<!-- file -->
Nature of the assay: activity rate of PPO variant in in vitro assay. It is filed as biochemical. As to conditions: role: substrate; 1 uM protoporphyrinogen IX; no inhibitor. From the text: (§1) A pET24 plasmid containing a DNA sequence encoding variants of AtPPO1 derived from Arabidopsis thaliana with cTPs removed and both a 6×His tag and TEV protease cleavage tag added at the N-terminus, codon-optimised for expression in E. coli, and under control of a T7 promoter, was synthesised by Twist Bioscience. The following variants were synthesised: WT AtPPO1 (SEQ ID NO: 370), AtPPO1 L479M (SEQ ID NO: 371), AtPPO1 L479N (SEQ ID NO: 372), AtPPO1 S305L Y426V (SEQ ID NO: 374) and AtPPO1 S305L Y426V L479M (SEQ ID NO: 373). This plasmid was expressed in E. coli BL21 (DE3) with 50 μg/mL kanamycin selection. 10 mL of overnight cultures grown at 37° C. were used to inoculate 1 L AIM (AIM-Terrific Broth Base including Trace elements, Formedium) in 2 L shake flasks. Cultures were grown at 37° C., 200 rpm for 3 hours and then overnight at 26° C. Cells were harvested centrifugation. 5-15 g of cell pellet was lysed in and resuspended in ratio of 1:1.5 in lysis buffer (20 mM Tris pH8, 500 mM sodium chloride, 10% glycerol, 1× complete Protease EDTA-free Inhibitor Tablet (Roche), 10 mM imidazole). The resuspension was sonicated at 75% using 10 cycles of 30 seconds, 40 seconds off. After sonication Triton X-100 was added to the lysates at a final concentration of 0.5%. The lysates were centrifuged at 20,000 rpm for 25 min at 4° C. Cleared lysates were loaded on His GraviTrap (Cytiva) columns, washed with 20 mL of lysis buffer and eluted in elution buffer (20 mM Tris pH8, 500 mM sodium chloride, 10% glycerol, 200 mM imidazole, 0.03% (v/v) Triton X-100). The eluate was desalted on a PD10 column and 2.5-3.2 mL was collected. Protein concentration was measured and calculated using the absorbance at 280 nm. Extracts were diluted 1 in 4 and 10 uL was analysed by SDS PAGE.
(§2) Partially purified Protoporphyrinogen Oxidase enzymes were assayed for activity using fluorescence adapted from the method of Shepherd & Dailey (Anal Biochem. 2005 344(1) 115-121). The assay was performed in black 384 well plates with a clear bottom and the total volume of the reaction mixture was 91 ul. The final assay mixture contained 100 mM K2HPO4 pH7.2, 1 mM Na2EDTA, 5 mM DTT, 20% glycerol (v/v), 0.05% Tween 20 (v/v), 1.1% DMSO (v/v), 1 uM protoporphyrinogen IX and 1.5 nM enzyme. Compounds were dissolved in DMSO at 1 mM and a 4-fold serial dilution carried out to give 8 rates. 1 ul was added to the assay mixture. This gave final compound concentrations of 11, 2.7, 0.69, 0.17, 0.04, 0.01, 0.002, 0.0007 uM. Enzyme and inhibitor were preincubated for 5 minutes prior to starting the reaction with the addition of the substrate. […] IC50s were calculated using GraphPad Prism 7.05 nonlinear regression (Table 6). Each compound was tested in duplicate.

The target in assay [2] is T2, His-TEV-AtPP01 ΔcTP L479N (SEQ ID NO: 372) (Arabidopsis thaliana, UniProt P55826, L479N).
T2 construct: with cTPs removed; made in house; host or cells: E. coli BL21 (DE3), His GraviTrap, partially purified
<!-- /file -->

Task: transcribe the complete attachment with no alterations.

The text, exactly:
Nature of the assay: activity rate of PPO variant in in vitro assay. It is filed as biochemical. As to conditions: role: substrate; 1 uM protoporphyrinogen IX; no inhibitor. From the text: (§1) A pET24 plasmid containing a DNA sequence encoding variants of AtPPO1 derived from Arabidopsis thaliana with cTPs removed and both a 6×His tag and TEV protease cleavage tag added at the N-terminus, codon-optimised for expression in E. coli, and under control of a T7 promoter, was synthesised by Twist Bioscience. The following variants were synthesised: WT AtPPO1 (SEQ ID NO: 370), AtPPO1 L479M (SEQ ID NO: 371), AtPPO1 L479N (SEQ ID NO: 372), AtPPO1 S305L Y426V (SEQ ID NO: 374) and AtPPO1 S305L Y426V L479M (SEQ ID NO: 373). This plasmid was expressed in E. coli BL21 (DE3) with 50 μg/mL kanamycin selection. 10 mL of overnight cultures grown at 37° C. were used to inoculate 1 L AIM (AIM-Terrific Broth Base including Trace elements, Formedium) in 2 L shake flasks. Cultures were grown at 37° C., 200 rpm for 3 hours and then overnight at 26° C. Cells were harvested centrifugation. 5-15 g of cell pellet was lysed in and resuspended in ratio of 1:1.5 in lysis buffer (20 mM Tris pH8, 500 mM sodium chloride, 10% glycerol, 1× complete Protease EDTA-free Inhibitor Tablet (Roche), 10 mM imidazole). The resuspension was sonicated at 75% using 10 cycles of 30 seconds, 40 seconds off. After sonication Triton X-100 was added to the lysates at a final concentration of 0.5%. The lysates were centrifuged at 20,000 rpm for 25 min at 4° C. Cleared lysates were loaded on His GraviTrap (Cytiva) columns, washed with 20 mL of lysis buffer and eluted in elution buffer (20 mM Tris pH8, 500 mM sodium chloride, 10% glycerol, 200 mM imidazole, 0.03% (v/v) Triton X-100). The eluate was desalted on a PD10 column and 2.5-3.2 mL was collected. Protein concentration was measured and calculated using the absorbance at 280 nm. Extracts were diluted 1 in 4 and 10 uL was analysed by SDS PAGE.
(§2) Partially purified Protoporphyrinogen Oxidase enzymes were assayed for activity using fluorescence adapted from the method of Shepherd & Dailey (Anal Biochem. 2005 344(1) 115-121). The assay was performed in black 384 well plates with a clear bottom and the total volume of the reaction mixture was 91 ul. The final assay mixture contained 100 mM K2HPO4 pH7.2, 1 mM Na2EDTA, 5 mM DTT, 20% glycerol (v/v), 0.05% Tween 20 (v/v), 1.1% DMSO (v/v), 1 uM protoporphyrinogen IX and 1.5 nM enzyme. Compounds were dissolved in DMSO at 1 mM and a 4-fold serial dilution carried out to give 8 rates. 1 ul was added to the assay mixture. This gave final compound concentrations of 11, 2.7, 0.69, 0.17, 0.04, 0.01, 0.002, 0.0007 uM. Enzyme and inhibitor were preincubated for 5 minutes prior to starting the reaction with the addition of the substrate. […] IC50s were calculated using GraphPad Prism 7.05 nonlinear regression (Table 6). Each compound was tested in duplicate.

The target in assay [2] is T2, His-TEV-AtPP01 ΔcTP L479N (SEQ ID NO: 372) (Arabidopsis thaliana, UniProt P55826, L479N).
T2 construct: with cTPs removed; made in house; host or cells: E. coli BL21 (DE3), His GraviTrap, partially purified